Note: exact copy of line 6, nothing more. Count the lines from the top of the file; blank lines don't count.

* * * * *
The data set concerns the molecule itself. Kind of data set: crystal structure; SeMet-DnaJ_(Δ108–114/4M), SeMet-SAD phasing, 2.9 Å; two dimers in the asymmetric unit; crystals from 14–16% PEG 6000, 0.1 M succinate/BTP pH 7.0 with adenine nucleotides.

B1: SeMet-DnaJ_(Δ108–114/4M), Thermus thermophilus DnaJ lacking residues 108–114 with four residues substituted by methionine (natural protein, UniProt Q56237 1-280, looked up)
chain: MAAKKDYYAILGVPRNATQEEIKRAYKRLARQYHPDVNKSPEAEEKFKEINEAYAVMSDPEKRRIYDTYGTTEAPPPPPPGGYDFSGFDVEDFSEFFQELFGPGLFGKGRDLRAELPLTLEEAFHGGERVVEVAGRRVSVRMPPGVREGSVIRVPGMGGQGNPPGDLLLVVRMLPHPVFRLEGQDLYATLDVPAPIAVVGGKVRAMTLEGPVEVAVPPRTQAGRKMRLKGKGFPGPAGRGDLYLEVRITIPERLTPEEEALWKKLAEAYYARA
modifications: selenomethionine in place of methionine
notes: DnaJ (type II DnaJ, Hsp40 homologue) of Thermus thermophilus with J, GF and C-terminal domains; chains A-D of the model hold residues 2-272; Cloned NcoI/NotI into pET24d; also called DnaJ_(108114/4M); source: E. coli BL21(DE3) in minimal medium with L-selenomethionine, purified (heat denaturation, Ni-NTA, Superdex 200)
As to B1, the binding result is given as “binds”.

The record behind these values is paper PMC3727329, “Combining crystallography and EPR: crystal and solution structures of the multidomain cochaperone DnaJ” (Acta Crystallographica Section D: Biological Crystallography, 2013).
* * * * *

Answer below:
As to B1, the binding result is given as “binds”.